April 2009

On Mother's Day two years ago, my daughter and I shared something special; the privilege of hearing twenty brave and talented actors share with us the facts of their mothers' lives -  My Mother's Story: A Mother's Perspective . Together we laughed, we cried, and we thought of my mother, Amanda's grandmother, and the part she played in our lives. As we drove home we discussed the empowering effect that relating the arcs of their mothers' lives seemed to have on these women, and that we both felt enriched by the experience of seeing this work.

Vancouver, BC:  I came to see Age of Arousal with no preconceived notions other than that it was about feminism, relationships and set in Victorian times. Oh, and that it was the partner play in the Arts  Club Classics in Context series with The Constant Wife, which was one of my favorite plays of this season. I left the theatre feeling somewhat overwhelmed by the richness of  themes and the complexity of the interwoven stories of the six characters.  In line with my firm resolution always to  jot down, or rather input, my impressions  immediately on returning home from the theatre, I dutifully sat down before my keyboard (not a Remington! ) and gazed blankly at the screen,  my thoughts jumbled and knotted like the sheets in my  dryer.  How does one summarize the story of this intricate ensemble work?  I decided to go to sleep and hope that my subconscious would come up with some penetrating insights.

Here is my more-or-less recipe for my chock-full-o-health bran muffins. The more-or-less refers partly to the golden raisins and dried apricots which I add in different quantities depending on my mood or what I happen to have in my pantry. It also refers to the fact that I tend to experiment with ingredients, oven temperatures and cooking times - so this is the formula I am using currently (no pun intended!).

I was meditating about the link between eating and emotional state when the early morning view from my office window derailed my profoundly philosophical and serious approach to this topic by elevating my mood to a state where I could no longer sit typing about angst and sorrows.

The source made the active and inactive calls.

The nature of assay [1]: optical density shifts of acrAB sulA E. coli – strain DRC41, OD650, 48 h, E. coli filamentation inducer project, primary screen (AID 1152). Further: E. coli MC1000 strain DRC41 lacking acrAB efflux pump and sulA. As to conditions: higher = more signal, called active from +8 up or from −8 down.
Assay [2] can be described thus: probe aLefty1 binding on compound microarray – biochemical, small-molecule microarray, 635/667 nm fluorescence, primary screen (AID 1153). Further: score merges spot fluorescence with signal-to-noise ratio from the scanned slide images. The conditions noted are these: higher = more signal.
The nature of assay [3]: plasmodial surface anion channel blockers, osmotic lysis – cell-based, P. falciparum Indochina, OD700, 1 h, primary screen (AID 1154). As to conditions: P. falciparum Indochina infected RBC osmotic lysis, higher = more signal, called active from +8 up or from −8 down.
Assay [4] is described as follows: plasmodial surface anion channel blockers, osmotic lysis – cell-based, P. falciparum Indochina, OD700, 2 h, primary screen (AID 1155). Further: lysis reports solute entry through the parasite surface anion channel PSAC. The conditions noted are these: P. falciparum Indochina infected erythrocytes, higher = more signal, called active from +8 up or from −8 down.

In the past I have enjoyed several great dinners at Lumiere and also enjoyed eating at the bistro a couple of times. However that was ages ago before the new incarrnation as db Bistro Moderne. So even before setting foot in the Bistro my mouth was watering in anticipation of an excellent meal.  Billing itself as a blend of " traditional French cuisine, New York Haute Cuisine and the bright flavours of the Pacific North West"  - the place has a lot to live up to.  The remodelled space is much larger and lighter than before.

Vancouver, BC: It is 1990 and Jon (Brandyn Eddy) is a promising young composer living in Manhattan. Jon is about to turn thirty and he is agonizing about his career in music and theatre, and fretting that  he is over the hill. This premise for the show would ordinarily be a trifle irritating to me. I left 30 behind some years ago (alright, many years ago) yet I still feel that I am on the way up  to the summit of a career hill.  Albeit a different hill from the one I was climbing at 30. No existential angst is allowed in my mind. To safeguard  myself  against the upcoming angst, I booked for dinner at DB Bistro Moderne on Broadway: Our Broadway of course!

Vancouver, BC:  When I first started writing for Immediatetheatre.com. more than three years ago - yes, time does fly when you're having fun ! - one of the first plays I reviewed was the Ruby Slippers production of  The Leisure Society  by Francois Archambault. At the time I commented that I could listen to the timbre of Colleen Wheeler's voice for ages. And fortunately I still can, because in her role of France, the "bad" daughter of solid, conventionable couple, Robert (Kevin McNulty) and Raymonde (Patti Allan) her powerful presence dominates this play, Life Savers.

Food for the mind and food for the tummy - what more satisfying blend could there be than cooking and the arts? Think leisurely dinner before seeing a play or an opera, and anticipating the visual and auditory feast that is coming up on stage. Or think post-show coffee and dessert as you dissect the performance you have just seen.

For many years, through undergraduate and post-graduate medical training, the most important thing that got me through endless late nights of study was having copious cups of coffee near to hand. I believe the human race essentially is divided into two groups, those who can drink a cup of coffee at dinner and fall asleep with no difficulty, and those who cut off their caffeine intake at noon if they want to sleep that night. I belong to the latter group.